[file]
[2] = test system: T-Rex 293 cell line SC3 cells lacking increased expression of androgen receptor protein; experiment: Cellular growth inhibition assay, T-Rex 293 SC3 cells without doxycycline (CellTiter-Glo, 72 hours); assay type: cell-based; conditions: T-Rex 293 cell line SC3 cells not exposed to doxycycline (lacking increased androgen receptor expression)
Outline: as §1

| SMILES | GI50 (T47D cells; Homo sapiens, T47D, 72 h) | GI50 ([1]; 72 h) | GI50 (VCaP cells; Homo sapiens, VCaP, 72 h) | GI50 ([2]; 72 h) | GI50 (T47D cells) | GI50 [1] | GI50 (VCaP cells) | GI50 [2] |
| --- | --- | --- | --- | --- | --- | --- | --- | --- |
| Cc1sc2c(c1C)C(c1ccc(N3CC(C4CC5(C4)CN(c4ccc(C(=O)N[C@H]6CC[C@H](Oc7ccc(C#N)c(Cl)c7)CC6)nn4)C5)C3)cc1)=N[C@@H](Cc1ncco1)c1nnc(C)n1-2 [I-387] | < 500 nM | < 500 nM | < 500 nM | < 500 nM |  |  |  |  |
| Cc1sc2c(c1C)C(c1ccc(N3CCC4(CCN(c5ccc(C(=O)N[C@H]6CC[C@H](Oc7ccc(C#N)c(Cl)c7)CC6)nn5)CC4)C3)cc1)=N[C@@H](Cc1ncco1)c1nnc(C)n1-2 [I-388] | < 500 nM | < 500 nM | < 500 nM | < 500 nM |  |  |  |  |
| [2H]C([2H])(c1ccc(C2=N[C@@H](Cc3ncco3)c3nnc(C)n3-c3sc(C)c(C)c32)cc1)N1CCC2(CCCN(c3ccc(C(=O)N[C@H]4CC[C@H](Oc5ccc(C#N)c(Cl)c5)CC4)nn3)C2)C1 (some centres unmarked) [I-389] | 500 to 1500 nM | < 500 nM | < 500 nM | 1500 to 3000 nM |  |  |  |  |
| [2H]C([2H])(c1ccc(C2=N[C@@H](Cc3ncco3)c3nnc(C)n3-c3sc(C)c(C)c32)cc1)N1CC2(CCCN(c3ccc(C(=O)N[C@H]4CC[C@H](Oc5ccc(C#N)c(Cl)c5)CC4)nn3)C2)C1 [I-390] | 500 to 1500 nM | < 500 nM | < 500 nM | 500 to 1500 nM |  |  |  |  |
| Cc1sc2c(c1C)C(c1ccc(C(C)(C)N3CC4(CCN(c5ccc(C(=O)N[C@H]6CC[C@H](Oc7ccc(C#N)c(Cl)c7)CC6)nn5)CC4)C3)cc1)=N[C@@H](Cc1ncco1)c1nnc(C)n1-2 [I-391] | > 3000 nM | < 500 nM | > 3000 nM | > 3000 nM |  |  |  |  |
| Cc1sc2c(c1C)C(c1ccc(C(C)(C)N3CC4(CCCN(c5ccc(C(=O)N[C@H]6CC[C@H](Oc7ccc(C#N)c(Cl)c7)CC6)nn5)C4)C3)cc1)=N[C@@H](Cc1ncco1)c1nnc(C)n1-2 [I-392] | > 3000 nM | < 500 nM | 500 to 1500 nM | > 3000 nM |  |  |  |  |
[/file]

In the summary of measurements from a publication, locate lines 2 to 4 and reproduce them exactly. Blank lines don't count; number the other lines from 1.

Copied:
Outline: as §1

| SMILES | GI50 (T47D cells; Homo sapiens, T47D, 72 h) | GI50 ([1]; 72 h) | GI50 (VCaP cells; Homo sapiens, VCaP, 72 h) | GI50 ([2]; 72 h) | GI50 (T47D cells) | GI50 [1] | GI50 (VCaP cells) | GI50 [2] |
| --- | --- | --- | --- | --- | --- | --- | --- | --- |